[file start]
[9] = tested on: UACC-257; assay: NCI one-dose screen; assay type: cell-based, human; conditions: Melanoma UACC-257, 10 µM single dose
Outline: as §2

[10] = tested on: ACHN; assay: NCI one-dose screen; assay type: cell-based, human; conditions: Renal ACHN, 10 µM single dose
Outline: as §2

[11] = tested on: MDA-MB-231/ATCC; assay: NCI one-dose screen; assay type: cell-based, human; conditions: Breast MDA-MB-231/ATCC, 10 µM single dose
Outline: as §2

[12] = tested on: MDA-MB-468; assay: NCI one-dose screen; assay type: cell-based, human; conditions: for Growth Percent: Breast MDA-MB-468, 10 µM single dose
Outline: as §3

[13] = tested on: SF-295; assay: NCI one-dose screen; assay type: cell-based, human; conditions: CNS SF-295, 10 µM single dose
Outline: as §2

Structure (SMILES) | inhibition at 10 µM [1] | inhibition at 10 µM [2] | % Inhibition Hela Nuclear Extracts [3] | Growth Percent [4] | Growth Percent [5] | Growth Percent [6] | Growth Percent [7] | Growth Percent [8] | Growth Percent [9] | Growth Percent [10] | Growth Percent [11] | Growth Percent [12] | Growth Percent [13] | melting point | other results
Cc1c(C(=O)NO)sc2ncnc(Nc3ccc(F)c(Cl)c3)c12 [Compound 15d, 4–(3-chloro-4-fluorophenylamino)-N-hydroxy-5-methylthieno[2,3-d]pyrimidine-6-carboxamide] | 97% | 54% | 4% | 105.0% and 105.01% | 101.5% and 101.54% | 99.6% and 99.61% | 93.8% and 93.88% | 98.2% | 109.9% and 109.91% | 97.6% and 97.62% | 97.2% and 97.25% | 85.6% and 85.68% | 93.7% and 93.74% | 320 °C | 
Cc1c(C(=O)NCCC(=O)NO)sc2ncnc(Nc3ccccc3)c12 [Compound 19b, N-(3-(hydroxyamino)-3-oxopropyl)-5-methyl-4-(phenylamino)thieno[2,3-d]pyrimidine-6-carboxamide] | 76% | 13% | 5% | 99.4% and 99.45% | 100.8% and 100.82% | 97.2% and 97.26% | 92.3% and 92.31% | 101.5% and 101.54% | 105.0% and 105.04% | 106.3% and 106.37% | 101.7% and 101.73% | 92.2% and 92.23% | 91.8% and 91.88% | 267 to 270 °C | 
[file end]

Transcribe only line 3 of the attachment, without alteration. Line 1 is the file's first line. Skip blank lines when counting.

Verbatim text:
[10] = tested on: ACHN; assay: NCI one-dose screen; assay type: cell-based, human; conditions: Renal ACHN, 10 µM single dose